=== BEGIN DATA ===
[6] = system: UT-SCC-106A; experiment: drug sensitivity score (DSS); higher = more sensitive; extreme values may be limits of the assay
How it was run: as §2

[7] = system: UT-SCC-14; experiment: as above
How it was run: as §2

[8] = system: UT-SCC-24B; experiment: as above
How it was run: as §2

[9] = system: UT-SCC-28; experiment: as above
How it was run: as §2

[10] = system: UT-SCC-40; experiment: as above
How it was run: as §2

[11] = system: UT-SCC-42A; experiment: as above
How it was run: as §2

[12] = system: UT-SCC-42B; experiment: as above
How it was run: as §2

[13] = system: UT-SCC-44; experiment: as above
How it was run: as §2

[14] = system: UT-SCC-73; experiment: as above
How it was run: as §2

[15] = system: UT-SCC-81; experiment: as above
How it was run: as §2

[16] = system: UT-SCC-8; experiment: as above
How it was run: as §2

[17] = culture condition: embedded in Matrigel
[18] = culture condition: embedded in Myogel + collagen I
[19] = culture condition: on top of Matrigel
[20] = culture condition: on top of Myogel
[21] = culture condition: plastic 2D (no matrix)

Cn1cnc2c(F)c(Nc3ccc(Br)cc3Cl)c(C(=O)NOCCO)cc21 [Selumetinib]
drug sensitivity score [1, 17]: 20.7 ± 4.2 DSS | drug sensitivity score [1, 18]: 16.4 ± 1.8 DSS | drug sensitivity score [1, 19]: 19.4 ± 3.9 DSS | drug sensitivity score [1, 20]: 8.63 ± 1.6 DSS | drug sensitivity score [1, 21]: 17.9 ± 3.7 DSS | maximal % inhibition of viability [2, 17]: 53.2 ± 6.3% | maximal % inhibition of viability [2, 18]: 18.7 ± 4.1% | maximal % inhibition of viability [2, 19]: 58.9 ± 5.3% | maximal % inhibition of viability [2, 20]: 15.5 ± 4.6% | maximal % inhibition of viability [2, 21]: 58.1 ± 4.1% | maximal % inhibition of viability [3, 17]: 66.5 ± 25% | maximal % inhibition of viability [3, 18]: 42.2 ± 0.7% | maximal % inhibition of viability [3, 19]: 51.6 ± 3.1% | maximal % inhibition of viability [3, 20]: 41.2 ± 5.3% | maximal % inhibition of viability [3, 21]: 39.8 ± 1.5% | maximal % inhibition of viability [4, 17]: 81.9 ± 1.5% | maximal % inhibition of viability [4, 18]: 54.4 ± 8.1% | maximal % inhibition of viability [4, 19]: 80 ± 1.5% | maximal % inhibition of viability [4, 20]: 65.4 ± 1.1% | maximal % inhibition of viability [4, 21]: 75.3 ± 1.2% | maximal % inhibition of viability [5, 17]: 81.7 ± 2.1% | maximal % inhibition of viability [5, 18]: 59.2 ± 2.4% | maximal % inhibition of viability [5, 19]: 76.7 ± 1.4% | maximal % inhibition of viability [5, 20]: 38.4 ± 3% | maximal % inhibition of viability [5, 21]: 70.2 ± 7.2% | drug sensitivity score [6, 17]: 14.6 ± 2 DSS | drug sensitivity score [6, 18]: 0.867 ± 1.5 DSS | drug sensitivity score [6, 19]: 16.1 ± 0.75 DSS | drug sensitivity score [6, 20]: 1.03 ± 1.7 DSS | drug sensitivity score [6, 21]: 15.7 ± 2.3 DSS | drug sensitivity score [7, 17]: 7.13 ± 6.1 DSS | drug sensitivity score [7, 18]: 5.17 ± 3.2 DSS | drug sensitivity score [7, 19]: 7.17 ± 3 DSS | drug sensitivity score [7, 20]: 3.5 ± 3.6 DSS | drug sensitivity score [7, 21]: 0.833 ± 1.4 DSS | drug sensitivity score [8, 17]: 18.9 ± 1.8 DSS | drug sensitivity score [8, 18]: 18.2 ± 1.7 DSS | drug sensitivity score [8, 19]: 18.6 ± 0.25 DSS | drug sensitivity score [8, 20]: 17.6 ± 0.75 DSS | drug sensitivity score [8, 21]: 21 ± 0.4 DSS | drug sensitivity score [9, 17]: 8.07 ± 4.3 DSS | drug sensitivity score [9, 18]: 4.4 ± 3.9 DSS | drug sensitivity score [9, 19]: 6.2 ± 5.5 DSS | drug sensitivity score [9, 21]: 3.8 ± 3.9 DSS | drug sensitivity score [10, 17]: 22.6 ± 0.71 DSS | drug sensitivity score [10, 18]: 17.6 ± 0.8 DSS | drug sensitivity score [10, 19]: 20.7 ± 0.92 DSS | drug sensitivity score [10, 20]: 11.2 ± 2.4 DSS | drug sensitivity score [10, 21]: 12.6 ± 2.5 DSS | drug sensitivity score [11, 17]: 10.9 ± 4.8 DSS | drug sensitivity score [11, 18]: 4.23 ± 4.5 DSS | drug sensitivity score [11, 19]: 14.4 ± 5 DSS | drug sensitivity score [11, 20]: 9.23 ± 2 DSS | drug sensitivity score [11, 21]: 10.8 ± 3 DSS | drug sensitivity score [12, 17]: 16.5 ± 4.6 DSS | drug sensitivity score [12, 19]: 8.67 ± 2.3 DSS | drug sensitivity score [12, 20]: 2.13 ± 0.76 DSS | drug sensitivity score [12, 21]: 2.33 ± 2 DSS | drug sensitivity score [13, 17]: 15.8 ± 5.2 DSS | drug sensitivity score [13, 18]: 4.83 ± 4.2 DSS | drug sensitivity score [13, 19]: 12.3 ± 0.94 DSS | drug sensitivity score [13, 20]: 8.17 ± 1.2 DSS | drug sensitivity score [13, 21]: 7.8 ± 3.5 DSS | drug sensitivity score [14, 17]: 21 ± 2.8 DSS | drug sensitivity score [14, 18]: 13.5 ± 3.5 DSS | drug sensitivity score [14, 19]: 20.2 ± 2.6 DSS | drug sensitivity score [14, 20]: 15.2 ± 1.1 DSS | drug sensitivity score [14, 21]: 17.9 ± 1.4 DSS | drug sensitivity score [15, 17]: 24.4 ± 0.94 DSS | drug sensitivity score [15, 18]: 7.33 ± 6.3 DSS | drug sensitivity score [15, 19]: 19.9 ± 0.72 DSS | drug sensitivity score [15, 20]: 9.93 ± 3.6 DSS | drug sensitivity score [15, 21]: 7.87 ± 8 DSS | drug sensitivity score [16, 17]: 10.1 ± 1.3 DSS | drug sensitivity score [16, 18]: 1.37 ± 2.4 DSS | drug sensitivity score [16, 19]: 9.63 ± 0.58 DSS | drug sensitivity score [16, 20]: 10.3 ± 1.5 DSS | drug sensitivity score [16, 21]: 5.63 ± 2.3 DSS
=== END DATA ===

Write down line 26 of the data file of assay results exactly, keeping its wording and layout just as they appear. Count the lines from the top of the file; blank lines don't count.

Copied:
[20] = culture condition: on top of Myogel